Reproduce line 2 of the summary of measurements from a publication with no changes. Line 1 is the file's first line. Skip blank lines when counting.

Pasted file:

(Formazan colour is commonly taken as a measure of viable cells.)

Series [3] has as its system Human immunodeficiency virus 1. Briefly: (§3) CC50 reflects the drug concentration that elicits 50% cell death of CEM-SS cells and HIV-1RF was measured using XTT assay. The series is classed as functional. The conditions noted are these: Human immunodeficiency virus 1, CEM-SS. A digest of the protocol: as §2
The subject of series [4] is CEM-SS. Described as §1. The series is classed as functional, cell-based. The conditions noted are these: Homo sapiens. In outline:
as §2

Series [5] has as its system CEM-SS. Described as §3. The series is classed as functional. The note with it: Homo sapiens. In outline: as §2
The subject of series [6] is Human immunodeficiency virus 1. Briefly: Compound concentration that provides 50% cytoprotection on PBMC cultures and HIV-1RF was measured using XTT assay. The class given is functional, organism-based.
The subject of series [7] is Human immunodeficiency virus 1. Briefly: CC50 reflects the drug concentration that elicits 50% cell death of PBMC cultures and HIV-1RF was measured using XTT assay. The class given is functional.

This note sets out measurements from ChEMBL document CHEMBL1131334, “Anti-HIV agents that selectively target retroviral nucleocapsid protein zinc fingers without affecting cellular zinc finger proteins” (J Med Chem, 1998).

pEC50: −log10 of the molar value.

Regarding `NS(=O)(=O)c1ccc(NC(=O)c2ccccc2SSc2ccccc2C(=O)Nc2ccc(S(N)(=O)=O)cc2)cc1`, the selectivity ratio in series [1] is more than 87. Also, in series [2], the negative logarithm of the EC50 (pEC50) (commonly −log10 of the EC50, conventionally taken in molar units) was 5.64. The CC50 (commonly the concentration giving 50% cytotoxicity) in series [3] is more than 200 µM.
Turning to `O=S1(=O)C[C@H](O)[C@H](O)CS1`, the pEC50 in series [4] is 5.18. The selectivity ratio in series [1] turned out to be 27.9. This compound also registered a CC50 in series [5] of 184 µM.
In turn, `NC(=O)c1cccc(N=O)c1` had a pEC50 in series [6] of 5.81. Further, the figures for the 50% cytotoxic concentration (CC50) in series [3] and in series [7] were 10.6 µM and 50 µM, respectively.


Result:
Series [3] has as its system Human immunodeficiency virus 1. Briefly: (§3) CC50 reflects the drug concentration that elicits 50% cell death of CEM-SS cells and HIV-1RF was measured using XTT assay. The series is classed as functional. The conditions noted are these: Human immunodeficiency virus 1, CEM-SS. A digest of the protocol: as §2